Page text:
Effects of short-term treatment with naproxen on kidney function in insulin-dependent diabetic patients with microalbuminuria

Scandinavian Journal of Clinical and Laboratory Investigation
L NilsenK J Berg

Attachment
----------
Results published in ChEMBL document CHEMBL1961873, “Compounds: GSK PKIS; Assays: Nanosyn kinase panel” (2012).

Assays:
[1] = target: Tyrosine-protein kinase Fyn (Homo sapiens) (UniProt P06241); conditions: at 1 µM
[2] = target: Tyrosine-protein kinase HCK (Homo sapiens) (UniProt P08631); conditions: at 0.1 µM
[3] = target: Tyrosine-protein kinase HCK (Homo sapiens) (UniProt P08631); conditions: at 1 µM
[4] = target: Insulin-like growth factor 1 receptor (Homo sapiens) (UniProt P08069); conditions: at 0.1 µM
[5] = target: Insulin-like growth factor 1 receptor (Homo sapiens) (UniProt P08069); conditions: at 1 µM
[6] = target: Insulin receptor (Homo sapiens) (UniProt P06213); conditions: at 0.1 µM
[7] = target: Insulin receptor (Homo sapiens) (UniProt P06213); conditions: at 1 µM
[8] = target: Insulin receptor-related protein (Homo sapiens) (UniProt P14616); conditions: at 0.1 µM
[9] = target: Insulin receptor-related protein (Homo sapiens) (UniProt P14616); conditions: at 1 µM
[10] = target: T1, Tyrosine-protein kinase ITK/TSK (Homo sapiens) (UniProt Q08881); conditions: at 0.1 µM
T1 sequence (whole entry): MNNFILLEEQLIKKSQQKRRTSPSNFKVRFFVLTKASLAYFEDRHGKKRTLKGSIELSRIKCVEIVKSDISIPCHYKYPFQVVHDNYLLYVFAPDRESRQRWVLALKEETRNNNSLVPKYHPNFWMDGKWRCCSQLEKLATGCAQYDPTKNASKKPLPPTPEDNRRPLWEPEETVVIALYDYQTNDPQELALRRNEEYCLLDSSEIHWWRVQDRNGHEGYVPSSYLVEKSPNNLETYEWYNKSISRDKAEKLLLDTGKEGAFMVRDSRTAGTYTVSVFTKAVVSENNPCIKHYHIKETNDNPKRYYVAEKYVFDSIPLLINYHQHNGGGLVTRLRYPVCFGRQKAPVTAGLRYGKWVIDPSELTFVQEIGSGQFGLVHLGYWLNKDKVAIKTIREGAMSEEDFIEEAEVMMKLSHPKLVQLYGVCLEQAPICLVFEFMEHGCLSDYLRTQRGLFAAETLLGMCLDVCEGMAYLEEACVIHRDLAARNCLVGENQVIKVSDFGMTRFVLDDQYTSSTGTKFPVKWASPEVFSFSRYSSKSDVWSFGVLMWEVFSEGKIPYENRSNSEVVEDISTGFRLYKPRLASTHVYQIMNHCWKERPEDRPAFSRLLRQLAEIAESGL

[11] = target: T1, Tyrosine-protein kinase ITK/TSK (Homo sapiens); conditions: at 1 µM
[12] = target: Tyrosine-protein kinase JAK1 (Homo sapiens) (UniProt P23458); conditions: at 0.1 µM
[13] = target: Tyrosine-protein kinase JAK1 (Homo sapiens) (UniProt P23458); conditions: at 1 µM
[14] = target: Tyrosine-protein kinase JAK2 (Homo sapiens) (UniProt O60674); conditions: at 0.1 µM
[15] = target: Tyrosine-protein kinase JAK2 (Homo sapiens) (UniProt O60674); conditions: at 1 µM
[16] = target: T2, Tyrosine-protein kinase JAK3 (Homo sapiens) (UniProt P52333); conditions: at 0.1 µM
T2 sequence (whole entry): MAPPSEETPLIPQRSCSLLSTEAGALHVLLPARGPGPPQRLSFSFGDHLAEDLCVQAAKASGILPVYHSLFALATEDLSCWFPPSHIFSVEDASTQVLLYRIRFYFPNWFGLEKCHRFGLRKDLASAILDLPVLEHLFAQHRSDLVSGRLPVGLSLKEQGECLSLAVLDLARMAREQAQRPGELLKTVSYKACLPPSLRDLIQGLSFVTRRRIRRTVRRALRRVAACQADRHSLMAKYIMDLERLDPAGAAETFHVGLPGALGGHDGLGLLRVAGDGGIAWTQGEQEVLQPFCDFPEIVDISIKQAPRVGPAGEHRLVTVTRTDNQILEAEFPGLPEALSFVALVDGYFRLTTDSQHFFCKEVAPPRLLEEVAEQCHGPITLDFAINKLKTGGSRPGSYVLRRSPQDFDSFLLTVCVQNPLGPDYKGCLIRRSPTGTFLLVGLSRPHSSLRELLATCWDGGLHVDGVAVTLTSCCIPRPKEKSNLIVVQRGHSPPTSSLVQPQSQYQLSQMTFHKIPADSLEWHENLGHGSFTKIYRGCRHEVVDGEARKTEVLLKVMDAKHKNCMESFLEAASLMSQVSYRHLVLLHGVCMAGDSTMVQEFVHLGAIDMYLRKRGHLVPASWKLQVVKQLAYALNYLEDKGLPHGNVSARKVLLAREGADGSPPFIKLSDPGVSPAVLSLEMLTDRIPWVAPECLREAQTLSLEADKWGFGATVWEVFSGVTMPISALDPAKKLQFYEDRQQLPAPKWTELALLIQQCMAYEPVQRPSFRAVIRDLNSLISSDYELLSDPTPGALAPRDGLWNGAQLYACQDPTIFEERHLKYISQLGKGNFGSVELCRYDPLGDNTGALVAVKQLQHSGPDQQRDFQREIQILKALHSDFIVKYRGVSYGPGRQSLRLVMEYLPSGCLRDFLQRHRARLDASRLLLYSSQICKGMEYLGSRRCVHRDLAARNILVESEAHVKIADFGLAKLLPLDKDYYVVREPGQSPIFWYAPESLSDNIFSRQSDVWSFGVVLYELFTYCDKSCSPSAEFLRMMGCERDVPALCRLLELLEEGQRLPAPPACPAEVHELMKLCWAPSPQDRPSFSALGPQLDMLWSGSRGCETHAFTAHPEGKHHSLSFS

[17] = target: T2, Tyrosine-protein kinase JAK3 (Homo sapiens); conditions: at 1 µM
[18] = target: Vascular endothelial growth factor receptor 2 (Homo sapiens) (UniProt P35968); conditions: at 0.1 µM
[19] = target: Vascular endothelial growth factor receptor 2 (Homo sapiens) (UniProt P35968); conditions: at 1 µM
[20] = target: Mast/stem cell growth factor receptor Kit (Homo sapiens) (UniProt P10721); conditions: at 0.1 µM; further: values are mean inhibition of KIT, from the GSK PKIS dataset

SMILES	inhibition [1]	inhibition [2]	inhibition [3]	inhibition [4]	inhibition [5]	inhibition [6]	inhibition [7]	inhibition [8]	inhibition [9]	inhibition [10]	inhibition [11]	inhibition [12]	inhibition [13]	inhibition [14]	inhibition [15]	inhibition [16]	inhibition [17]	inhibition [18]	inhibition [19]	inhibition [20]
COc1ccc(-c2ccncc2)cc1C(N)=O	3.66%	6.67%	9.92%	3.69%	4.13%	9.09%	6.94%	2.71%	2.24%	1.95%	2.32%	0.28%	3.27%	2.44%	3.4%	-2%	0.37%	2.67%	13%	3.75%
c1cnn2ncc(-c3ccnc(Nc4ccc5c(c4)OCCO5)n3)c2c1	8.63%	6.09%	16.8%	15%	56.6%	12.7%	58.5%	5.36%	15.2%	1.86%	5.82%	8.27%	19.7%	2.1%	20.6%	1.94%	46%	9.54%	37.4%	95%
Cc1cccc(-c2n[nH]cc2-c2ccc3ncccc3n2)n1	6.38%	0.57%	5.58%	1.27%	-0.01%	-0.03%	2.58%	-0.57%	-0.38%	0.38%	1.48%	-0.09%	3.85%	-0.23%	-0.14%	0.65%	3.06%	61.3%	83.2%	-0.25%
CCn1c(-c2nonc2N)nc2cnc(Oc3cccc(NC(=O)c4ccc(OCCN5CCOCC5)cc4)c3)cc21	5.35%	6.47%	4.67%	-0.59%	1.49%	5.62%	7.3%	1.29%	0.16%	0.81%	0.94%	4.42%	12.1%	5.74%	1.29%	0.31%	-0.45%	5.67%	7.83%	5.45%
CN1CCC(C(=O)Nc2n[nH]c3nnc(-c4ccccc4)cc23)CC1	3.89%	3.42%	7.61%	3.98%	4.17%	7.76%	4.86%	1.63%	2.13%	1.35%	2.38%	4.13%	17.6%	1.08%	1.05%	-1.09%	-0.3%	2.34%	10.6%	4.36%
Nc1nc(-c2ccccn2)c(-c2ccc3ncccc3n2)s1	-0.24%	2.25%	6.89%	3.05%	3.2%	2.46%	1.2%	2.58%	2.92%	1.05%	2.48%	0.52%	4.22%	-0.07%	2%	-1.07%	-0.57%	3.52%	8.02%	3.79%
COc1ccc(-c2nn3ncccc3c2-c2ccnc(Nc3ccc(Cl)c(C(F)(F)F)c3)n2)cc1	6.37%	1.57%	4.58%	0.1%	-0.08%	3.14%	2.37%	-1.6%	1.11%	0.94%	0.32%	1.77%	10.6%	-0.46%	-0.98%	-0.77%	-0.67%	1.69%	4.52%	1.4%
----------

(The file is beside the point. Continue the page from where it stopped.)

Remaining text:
The renal effects of the prostaglandin synthesis inhibitor naproxen was investigated in eight patients with incipient type I diabetes nephropathy. The patients were treated with 1000 mg naproxen daily for 4 days in a placebo-controlled double-blind cross-over study. Naproxen reduced urinary prostaglandin E2 (PGE2) excretion by 60%, from 276 ng/24 h to 110 ng/24 h (P less than 0.05). Plasma renin activity (PRA) was reduced by 45% (P less than 0.05). Glomerular filtration (GFR) (single bolus 99mTc-DTPA technique) and effective renal plasma flow (ERPF) (131I-Hippuran clearance) were unchanged by naproxen. Microalbuminuria and renal albumin clearance was unchanged as was also urinary excretion of sodium, glandular kallikrein and beta 2-microglobulin (beta 2-M). Our results show that albumin excretion in incipient diabetic nephropathy is not solely dependent on the renal prostaglandin system. The difference in action between naproxen in this study and indomethacin in previous reports, could be caused by renal actions of indomethacin independent of the prostaglandin system.


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